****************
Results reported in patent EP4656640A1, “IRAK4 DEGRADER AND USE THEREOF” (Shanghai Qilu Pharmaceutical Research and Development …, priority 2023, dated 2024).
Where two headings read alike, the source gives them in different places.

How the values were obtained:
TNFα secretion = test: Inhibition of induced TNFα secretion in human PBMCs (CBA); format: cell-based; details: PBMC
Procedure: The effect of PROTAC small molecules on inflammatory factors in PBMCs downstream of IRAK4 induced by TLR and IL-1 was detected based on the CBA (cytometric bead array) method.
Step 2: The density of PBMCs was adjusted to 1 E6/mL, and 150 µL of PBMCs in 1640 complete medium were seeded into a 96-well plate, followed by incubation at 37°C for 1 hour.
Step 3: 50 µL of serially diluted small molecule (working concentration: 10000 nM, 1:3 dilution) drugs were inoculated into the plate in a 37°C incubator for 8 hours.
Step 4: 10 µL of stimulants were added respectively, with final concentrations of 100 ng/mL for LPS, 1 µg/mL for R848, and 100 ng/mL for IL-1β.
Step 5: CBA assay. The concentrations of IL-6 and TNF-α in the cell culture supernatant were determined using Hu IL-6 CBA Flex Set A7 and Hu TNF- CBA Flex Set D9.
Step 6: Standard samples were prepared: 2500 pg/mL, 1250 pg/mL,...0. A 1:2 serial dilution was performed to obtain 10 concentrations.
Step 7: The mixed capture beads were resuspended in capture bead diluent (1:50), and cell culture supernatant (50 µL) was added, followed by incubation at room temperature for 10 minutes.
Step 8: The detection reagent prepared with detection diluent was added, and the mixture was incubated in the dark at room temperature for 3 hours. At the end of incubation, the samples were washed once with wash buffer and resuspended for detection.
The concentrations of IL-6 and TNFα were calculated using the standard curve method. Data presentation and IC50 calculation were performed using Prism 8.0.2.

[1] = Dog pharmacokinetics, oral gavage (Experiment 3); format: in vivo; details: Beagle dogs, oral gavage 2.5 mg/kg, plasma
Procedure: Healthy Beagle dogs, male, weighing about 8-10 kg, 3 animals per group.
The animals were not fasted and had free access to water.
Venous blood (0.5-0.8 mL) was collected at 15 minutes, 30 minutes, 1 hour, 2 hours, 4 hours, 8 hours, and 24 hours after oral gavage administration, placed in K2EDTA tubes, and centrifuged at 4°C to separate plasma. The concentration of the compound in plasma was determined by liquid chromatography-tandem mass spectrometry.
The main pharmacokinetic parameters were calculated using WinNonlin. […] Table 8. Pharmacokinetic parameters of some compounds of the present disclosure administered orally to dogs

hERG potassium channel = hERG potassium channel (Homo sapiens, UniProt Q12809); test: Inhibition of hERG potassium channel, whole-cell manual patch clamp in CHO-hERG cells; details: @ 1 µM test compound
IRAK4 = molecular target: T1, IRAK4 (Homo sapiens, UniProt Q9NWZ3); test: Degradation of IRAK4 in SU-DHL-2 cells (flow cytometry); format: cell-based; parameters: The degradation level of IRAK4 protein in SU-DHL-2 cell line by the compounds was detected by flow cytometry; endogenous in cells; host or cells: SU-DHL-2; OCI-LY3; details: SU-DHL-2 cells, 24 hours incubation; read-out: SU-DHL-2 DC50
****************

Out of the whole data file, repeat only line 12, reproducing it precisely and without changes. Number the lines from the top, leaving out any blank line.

Step 8: The detection reagent prepared with detection diluent was added, and the mixture was incubated in the dark at room temperature for 3 hours. At the end of incubation, the samples were washed once with wash buffer and resuspended for detection.